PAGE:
Dialing for Delegates

PUBLISHED: February 12, 2008

If Barack Obama manages to capture the Democratic nomination for president it may be due in large part to a device that has been around for over 130 years yet is changing the entire campaign process in the 21st Century: the telephone.

In this campaign, calls to voters' homes by "local volunteers" are likely to be placed from thousands of miles away. And there are more such calls than in any campaign before because volunteers are able to do the work wherever they happen to be, using computerized voter lists and their own phones with unlimited calling plans.

The stereotypical "phone rooms," once located in steamy basements, with rows of tables, dozens of phones, and many hoarse volunteers talking at once, still exist among all the major campaigns. But the most dynamic results, those that appear to be shaping this race, are taking place in the quiet comfort of individual homes.

Developments with phone rates and computer programs make this possible. Most cell phones, as well as many home phones, now include some type of unlimited calling or flat per-minute rates. This is critical, not only because volunteers can't afford to spend several dollars per call, but also because candidates would have to record these expenditures as campaign donations.

The other breakthrough involves sophisticated computer programs using data from voter registration forms. When accessed via the Internet, these programs spit out names and phone numbers and also track the calls so that hundreds of volunteers, spread across the country, rarely phone the same person twice.

Howard Dean is often cited as the first major candidate to harness the Internet for his 2004 presidential bid. Dean's Web operation developed what has come to be known as a Netroots campaign - using the Internet to spread messages, raise money, and track voters. The Democratic National Committee now shares these types of data with all candidates, but how each camp uses the data in phone campaigns differs significantly. (The Republicans operate a similar, although somewhat smaller program.)

Senator Obama's operation appears to be the most sophisticated. A volunteer logging on in, say, Florida, can pick an upcoming primary or caucus and receive a list of 20 names and phone numbers for that particular state. The Obama site even asks if the caller wishes to contact "women voters in Wisconsin" or "Spanish-speaking voters in Virginia," and then delivers the appropriate list.

Obama's program also maintains a state-by-state tally of the most successful callers, enabling volunteers to see how their own efforts compare with the most dedicated in their ranks. Many Obama volunteers are completing hundreds of calls per week, an impossible task in a conventional phone room.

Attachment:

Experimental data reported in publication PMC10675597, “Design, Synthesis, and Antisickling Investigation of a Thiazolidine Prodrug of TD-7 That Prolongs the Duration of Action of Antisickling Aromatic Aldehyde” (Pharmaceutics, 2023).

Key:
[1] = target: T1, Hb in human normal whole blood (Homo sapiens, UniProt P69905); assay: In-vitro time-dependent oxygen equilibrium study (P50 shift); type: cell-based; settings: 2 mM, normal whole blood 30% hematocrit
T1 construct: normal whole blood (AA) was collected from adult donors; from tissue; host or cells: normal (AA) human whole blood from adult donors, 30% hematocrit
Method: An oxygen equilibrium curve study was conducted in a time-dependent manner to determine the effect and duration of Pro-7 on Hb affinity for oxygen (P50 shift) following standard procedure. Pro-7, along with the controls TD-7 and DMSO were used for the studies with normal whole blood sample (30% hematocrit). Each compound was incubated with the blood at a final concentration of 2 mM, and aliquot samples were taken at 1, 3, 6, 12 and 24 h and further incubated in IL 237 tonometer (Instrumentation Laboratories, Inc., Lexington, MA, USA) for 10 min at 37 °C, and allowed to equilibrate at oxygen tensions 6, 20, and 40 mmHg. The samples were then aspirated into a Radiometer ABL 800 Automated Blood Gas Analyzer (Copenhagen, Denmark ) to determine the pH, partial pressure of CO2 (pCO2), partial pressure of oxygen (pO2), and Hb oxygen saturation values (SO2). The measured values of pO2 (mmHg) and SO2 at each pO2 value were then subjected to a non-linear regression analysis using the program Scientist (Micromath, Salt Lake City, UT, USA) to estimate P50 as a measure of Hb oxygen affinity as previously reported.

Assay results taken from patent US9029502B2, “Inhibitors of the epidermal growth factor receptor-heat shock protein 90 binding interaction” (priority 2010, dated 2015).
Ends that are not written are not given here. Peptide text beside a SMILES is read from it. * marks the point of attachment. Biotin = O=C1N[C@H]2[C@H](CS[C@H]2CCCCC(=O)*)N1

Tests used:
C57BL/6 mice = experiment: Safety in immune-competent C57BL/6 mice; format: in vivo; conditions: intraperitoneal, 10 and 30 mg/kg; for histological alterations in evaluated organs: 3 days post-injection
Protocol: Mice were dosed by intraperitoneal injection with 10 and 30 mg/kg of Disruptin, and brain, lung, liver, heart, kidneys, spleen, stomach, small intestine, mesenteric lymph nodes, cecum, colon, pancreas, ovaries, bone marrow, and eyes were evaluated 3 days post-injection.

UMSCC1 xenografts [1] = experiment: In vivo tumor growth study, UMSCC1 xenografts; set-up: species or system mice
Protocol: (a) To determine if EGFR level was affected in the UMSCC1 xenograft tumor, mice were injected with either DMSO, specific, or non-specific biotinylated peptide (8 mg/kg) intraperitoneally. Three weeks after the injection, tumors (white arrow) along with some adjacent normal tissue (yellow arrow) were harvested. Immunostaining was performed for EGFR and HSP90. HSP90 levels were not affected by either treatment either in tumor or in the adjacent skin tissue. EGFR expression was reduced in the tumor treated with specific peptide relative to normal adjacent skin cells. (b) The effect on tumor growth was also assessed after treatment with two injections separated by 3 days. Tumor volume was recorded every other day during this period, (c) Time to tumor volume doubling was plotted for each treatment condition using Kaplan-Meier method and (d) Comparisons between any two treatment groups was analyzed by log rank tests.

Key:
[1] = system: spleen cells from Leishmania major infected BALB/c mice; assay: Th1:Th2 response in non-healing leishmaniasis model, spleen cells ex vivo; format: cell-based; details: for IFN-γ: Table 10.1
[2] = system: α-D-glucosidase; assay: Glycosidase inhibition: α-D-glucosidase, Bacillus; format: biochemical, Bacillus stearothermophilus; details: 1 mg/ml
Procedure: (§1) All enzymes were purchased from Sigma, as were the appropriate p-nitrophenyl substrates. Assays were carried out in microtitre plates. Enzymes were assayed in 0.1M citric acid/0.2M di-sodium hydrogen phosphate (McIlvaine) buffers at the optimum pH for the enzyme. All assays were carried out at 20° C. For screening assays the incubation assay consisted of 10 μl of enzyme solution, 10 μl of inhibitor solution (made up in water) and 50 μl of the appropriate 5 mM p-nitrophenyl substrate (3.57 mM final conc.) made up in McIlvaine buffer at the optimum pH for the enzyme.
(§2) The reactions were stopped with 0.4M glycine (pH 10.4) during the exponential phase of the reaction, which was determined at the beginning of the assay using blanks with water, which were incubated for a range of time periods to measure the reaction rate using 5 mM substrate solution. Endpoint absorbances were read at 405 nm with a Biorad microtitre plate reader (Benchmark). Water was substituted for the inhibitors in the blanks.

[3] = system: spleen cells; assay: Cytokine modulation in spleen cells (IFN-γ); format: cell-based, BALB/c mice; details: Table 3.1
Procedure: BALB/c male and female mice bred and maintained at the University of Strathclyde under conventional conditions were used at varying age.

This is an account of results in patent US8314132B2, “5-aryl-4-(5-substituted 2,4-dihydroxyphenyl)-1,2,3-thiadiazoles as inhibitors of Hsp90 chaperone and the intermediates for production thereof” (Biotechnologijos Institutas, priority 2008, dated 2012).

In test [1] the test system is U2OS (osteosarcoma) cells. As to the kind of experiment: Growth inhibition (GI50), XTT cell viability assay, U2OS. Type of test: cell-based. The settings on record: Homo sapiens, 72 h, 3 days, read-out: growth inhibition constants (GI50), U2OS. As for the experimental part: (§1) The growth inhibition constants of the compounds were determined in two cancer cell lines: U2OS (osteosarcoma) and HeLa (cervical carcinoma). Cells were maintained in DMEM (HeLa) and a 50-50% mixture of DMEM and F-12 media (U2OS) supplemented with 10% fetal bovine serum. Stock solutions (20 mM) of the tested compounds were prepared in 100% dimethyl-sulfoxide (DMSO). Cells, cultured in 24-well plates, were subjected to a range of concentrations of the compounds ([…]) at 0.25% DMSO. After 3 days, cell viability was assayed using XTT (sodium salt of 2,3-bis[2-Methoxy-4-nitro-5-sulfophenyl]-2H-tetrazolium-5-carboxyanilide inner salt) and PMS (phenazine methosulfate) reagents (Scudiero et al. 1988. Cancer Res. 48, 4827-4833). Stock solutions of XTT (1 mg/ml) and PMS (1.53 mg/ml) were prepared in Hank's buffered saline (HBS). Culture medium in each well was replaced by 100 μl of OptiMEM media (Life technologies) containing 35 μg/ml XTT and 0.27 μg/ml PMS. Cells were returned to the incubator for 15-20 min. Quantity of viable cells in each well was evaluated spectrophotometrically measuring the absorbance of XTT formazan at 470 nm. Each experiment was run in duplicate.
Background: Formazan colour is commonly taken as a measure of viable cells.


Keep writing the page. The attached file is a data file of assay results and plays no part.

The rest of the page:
Both the Obama and Clinton campaigns furnish a "script" for callers to follow. But while Senator Clinton's outline is general - stressing the war, health care, employment and "accountability" in government - Senator Obama's talking points are tailored to each specific type of call. For the "Wisconsin women," for example, the topics are health care, education, and a woman's right to choose an abortion.

Even with carefully prepared scripts, both campaigns acknowledge there is some peril in allowing volunteers such free reign. Often callers are confronted with questions they can't answer - from Obama's religion to Clinton's finances. Without a precinct captain in the room, or other callers sitting nearby, the volunteers sometimes make up outlandishly incorrect explanations.

Then, too, the freestyle phone programs offer an opportunity for outright cheating: the Obama "volunteer" who tells everyone on his list to vote for Clinton, then marks the computer tally as a "sure" vote for Obama, thus affecting not only the voter but also the campaign's research.

But so far these problems seem scattered. The big picture reflects an electorate, at least on the Democrats' side, which is more engaged in the process than anyone believed possible. The sophistication of the Obama phone campaign is particularly valuable in caucus states, where voters require more complicated instructions to participate effectively.

Both the Obama and Clinton campaigns also use elaborate text-messaging operations to reach cell phone users who have signed up for the program. But while Clinton's messages tend to be generic, Obama's are highly specific, directing voters to proper polling locations by cross-referencing their zip codes.

The Obama campaign's investment in creating the most user-friendly and effective phone program appeals directly to the campaign's younger volunteers, and spreads geometrically as the campaign rolls forward. Volunteers who had no involvement in the campaign until the voting reached their states are now joining the effort to phone voters in other states.

If Obama comes away with the nomination there will be many explanations. But the truth may be that when it came to the first coast-to-coast calling campaign, Hillary Clinton simply dialed the wrong number.

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